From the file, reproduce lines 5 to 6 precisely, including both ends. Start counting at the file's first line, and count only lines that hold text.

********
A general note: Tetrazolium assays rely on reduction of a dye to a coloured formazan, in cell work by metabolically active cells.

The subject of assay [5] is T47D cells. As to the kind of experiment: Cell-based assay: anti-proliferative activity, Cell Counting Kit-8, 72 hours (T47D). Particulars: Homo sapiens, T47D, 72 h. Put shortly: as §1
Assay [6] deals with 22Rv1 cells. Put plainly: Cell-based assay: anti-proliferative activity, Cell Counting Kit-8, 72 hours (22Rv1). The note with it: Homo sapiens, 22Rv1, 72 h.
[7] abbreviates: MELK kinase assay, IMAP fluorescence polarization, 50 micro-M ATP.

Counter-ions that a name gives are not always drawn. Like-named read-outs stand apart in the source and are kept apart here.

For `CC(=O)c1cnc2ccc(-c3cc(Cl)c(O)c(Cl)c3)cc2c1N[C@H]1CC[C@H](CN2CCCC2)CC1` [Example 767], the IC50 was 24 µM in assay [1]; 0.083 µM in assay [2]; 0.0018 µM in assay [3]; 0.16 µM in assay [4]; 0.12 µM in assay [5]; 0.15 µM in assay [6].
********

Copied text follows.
Counter-ions that a name gives are not always drawn. Like-named read-outs stand apart in the source and are kept apart here.

For `CC(=O)c1cnc2ccc(-c3cc(Cl)c(O)c(Cl)c3)cc2c1N[C@H]1CC[C@H](CN2CCCC2)CC1` [Example 767], the IC50 was 24 µM in assay [1]; 0.083 µM in assay [2]; 0.0018 µM in assay [3]; 0.16 µM in assay [4]; 0.12 µM in assay [5]; 0.15 µM in assay [6].